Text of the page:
Polymorphic Causes of Atherosclerosis

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Polymorphic Causes of Atherosclerosis

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Polymorphic Causes of Atherosclerosis

Introduction

Guzik et al. (2000) argued that the role of oxidative stress in the pathogenesis of vascular diseases such as atherosclerosis is critical. The increase in superoxide anion production causes an increase in the oxidative stress and reduces the bioactivity of nitric oxide in vascular diseases. The role of NAD(P)H oxidase as a source of superoxide anions is of great significance and one of its subunit p22phox is predominantly expressed in different coronary disorders. It has been established in the preliminary research studies that a possible association exists between atherosclerosis and the polymorphism seen in the p22phox residue of CYBA gene encoding NAD (P) H oxidase. The researchers tested their relationship by examining the relationship between CYBA C242T polymorphism and the levels of superoxide generation in the blood vessels of humans.

Ishigami et al. (1995) have worked on the connection between the polymorphism of angiotensin-converting enzyme (ACE) gene and different cardiovascular diseases such as coronary atherosclerosis. The plasma activity of ACE has been related to the carotid-wall thickening. Many researchers have postulated that exposure to raised levels of plasma ACE on a long-term basis can cause structural changes in the vessel walls. It has been postulated that preeclampsia and essential hypertension are linked with mutation in the genes encoding angiotensin. These facts reflect that renin-angiotensin system might be involved in advancement of cardiovascular diseases. The study considered the role of molecular variants of the angiotensinogen gene as a genetic cause of coronary atherosclerosis. The researchers analyzed used polymerase chain reaction (PCR) to find the point mutations in the angiotensinogen gene. The frequencies of these alleles were compared in atherosclerotic patients as well as the control subjects.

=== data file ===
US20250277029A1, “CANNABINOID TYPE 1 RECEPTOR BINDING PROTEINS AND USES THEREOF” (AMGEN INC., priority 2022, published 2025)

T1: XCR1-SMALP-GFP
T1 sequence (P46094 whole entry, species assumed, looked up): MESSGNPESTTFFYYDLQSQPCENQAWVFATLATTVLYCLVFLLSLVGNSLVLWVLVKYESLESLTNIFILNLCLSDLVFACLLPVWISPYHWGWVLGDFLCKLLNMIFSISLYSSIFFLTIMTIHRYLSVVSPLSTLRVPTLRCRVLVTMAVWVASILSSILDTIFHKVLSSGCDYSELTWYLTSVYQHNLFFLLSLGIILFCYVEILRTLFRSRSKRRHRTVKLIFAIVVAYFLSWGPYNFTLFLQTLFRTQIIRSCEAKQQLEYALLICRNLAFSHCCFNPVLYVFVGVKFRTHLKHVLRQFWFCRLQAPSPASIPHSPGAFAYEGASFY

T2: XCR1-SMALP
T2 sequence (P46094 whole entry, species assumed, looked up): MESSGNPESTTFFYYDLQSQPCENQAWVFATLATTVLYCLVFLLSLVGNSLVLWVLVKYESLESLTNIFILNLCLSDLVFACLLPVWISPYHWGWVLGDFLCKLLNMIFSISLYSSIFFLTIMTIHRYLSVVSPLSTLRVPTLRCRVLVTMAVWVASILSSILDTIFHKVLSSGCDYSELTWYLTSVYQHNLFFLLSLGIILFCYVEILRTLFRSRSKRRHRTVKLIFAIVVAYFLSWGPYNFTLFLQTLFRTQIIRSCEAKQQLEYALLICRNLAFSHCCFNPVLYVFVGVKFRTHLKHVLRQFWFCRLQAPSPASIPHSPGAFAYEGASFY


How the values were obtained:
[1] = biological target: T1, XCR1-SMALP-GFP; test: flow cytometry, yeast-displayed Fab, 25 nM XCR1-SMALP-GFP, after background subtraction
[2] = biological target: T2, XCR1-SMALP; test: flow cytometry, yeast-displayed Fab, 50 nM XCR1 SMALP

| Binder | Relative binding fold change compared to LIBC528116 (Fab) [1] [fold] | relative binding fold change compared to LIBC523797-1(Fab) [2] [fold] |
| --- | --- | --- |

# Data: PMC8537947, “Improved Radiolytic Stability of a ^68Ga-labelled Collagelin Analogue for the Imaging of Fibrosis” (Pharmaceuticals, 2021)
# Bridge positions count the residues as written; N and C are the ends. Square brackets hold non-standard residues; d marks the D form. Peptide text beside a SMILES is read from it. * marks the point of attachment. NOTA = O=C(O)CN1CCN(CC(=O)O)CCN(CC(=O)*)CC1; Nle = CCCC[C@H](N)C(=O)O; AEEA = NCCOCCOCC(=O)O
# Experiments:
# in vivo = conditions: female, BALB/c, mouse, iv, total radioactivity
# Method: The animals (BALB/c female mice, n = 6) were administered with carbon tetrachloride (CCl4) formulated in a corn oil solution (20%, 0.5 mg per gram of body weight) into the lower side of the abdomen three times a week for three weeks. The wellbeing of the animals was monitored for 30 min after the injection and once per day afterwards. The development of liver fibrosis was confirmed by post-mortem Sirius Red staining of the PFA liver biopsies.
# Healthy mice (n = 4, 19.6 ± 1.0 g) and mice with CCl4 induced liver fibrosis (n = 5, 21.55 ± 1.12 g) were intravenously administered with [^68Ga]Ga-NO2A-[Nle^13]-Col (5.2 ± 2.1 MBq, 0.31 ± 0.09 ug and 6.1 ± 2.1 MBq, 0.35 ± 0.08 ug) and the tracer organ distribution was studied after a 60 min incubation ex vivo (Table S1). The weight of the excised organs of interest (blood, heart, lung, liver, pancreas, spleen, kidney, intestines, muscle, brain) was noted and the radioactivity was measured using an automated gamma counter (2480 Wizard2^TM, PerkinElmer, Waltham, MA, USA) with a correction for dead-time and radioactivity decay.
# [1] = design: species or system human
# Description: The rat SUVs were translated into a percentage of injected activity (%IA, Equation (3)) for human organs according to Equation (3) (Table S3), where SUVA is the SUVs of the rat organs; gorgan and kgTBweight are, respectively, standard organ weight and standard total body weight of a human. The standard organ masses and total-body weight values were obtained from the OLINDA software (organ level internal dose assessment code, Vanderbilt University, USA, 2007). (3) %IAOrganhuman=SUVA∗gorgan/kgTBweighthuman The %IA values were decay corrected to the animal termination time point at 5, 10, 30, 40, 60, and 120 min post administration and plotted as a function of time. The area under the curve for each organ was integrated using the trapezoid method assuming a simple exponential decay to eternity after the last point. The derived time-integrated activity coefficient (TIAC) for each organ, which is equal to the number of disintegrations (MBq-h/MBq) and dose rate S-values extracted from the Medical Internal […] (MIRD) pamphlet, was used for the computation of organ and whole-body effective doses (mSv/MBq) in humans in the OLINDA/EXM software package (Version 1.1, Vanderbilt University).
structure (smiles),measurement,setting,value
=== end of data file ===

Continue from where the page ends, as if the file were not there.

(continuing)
Zhang et al. (1999) studied the polymorphism of Gelatinase B, a type of matrix metalloproteinase possessing proteolytic properties against the proteins in the connective tissue. Gelatinase B is of particular significance in the remodeling procedures in the connective tissue and previous studies have associated it with atherogenesis as well as the rupture of plaque. It possesses a broad substrate specificity and is the most active against type IV collagen, gelatin, elastin and the proteoglycan core proteins. The study hypothesized that the variation in base sequence within the promoter region of gelatinase B can alter its level. This alteration is capable of affecting the degradation of connective tissue during atherogenesis and the lesion progression. This can predispose the people carrying genetic variants to a more severe form of atherosclerosis.